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Dec 2, 2015, 10:37 AM | Article By: FR. EDU GOMEZ - Parish of the Resurrection, Brikama

I had written earlier articles and seminar papers on the above topic.Recent visit of the Holy Father, Pope Francis to the Central African Republic motivated me again to share these thoughts. The Central African Republic had been known and involved in the recent past with religious strife between Christians and Muslims.Pope Francis visiting Africa for the first time took it upon himself to visit Kenya, Uganda and Central Africa Republic. He had made this trip as a chief pastor and shepherd to his Christian flock but at the same time concerned with the strenuous relationship between Christians and Muslims.The Pope announced at his arrival that he had come as an apostle of peace and hope.As an apostle he felt and accepted the call of Jesus Christ to go out like the apostles of Jesus’ day to spread the good-news of the kingdom of God (Lk. 5:1-11, Mt. 4:18-22, Mk. 1:16-20).

The Pope visited a mosque in Bangui where he prayed and encouraged Muslims to live harmoniously with Christians in their country.He said at mass on the same day that both Christians and Muslims should see each other as brothers and sisters spreading and living the good news of peace.

Christian-Muslim dialogue refers to four aspects of life.First and foremost is the dialogue of life, i.e. the natural atmosphere in which both Christians and Muslims live together as citizens of the earth, sharing and living on what mother earth can offer. The dialogue of life appears in ordinary living in our homes, market places, offices and places of recreation.

Secondly is the dialogue of prayer, which is the opportunity given when Christians and Muslims can come together to share about their faith without proselytization. This aspect of dialogue of faith may even offer the rare opportunity of Christians praying together with Muslims just as in the event of the Pope’s recent visitation to a mosque in Bangui, in Central African Republic.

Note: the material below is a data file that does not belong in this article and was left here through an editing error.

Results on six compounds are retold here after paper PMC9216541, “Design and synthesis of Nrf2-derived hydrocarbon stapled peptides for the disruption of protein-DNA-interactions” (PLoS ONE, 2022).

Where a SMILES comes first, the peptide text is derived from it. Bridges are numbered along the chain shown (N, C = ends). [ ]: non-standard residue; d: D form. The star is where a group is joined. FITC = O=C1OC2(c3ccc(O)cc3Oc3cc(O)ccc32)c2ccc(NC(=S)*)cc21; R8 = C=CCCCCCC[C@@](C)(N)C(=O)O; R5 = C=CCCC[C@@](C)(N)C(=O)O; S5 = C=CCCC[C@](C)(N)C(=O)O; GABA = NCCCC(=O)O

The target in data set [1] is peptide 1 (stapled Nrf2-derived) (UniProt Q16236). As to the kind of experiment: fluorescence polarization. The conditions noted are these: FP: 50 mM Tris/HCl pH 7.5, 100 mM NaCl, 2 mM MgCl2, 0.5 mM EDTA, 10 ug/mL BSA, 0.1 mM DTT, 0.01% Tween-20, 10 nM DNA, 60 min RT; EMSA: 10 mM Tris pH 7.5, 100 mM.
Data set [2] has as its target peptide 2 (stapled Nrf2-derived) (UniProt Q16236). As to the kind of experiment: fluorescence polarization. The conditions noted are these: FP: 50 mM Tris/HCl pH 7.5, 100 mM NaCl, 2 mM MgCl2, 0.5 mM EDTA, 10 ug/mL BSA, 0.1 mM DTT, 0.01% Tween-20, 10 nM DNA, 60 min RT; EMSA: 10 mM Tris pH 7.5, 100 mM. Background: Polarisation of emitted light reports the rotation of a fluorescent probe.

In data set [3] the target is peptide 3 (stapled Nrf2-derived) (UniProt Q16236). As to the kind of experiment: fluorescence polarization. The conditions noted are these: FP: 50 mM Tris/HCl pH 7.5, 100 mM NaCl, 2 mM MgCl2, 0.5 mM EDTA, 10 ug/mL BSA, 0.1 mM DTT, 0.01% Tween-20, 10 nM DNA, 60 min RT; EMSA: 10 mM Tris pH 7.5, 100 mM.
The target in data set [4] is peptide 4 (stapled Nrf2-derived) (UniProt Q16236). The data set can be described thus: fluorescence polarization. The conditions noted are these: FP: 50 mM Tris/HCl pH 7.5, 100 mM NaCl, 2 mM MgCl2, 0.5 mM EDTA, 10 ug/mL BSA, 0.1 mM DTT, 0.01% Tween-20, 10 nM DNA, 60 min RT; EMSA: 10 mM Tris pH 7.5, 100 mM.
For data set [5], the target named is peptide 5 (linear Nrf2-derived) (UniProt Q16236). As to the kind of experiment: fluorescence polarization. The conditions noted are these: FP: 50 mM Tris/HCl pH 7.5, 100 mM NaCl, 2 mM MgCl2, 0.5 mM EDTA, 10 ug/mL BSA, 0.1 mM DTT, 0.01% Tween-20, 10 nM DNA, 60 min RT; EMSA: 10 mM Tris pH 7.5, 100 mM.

The third aspect of dialogue is intellectual, i.e. the aspect of learning and exchange of teachings pertaining to each other’s religion. This aspect is embraced by those interested in scholarly work.It is right in this way that scholars involve in this intellectual exercise to avoid extremism and fundamentalism.

The fourth aspect of dialogue is the dialogue of work, i.e. the atmosphere of work that prevails where Christians – Muslims work together.In a milieu like this both Christians and Muslims live and work together for the common good and to see that they are serving their society and community not as Christians or Muslims.They can both work and practice their faiths without interruption of their religious convictions.

The event of the Central African Republic had already been experienced in The Gambia. The Saint Pope John Paul II visited The Gambia on the 23rd February 1992 and spoke to both Christians and Muslims at a mass at the Independence Stadium in Bakau.He had urged Gambians to foster and maintain the good peaceful religious co-existence.He had urged both Christians and Muslims to be a sign and model of Christian Muslim Dialogue in the West African sub-region. He also urged Gambians in general to up hold the family as the strength in African culture.

The Gambian experience on Christian-Muslim dialogue is cherished by both leadership of the two faiths.What is paramount is that our Gambian experienced should be safe guarded and encouraged.The central body of Christians and Muslims - The Gambia Christian Council and the Supreme Islamic Council should also formulate activities and regular fora to promulgate dialogue.

The Gambia is a peaceful and peace loving country known with a culture of peace. Both Christians and Muslims had lived together all this while.In our markets, in our schools, and places of recreation we mix together. At christening ceremonies and at funerals, you cannot distinguish who is who because we share the joys and sadness of every occasion.